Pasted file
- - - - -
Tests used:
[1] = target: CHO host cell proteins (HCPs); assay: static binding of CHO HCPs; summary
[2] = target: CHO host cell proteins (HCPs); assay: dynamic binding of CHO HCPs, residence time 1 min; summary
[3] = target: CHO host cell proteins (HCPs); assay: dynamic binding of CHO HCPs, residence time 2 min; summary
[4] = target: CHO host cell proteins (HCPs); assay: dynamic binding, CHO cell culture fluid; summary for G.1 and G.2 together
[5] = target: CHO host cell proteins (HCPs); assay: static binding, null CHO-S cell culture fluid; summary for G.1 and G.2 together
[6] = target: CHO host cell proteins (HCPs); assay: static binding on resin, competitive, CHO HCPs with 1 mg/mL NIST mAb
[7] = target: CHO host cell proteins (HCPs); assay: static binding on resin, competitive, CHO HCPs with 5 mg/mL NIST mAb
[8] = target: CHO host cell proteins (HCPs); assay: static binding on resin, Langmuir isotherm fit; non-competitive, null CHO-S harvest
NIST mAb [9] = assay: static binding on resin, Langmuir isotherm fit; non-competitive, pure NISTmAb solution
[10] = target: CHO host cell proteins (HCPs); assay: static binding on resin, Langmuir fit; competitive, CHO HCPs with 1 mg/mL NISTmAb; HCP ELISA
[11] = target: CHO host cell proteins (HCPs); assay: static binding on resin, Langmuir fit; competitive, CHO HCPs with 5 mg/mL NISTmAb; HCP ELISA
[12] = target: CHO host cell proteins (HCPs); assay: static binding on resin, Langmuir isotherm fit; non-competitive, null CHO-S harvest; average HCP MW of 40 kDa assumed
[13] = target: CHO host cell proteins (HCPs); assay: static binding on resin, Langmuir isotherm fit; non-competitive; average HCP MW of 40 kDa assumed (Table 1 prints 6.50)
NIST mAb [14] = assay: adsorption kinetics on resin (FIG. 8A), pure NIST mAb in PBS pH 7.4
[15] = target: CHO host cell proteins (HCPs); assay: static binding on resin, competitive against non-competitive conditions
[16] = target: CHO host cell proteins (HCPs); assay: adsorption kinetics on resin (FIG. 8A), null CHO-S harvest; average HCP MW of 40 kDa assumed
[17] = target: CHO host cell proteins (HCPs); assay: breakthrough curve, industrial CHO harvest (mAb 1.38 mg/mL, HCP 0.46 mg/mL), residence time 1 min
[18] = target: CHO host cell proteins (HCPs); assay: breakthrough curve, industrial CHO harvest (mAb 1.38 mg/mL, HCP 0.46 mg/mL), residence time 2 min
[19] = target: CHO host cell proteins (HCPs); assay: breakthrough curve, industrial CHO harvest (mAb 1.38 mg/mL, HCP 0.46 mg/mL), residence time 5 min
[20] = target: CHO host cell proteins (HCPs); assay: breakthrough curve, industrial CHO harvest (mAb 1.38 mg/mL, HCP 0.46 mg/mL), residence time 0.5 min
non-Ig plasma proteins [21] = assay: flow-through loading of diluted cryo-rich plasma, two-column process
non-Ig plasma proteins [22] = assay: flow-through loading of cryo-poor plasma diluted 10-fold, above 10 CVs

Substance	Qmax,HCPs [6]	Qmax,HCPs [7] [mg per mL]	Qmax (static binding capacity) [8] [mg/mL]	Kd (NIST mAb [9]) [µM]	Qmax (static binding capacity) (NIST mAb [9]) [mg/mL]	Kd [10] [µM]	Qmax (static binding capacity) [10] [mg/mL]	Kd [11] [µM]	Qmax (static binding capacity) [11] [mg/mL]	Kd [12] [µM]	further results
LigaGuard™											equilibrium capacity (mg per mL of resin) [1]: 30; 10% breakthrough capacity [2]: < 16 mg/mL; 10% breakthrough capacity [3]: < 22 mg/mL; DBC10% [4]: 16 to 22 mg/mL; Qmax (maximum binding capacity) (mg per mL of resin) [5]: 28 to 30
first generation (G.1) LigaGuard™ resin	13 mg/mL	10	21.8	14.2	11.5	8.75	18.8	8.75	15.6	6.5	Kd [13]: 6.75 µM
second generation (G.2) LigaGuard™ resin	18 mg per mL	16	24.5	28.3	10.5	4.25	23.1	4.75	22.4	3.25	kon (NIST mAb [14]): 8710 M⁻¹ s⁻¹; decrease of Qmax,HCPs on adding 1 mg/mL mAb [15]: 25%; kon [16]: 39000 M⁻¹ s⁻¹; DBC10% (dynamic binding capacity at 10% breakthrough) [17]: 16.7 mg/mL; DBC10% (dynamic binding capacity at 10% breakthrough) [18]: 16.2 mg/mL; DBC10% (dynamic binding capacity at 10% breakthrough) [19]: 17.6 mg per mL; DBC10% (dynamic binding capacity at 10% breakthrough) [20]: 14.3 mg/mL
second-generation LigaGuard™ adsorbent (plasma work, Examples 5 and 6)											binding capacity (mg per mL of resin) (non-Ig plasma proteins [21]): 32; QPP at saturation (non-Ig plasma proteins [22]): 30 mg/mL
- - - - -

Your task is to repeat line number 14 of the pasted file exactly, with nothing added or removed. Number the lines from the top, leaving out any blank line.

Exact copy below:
[13] = target: CHO host cell proteins (HCPs); assay: static binding on resin, Langmuir isotherm fit; non-competitive; average HCP MW of 40 kDa assumed (Table 1 prints 6.50)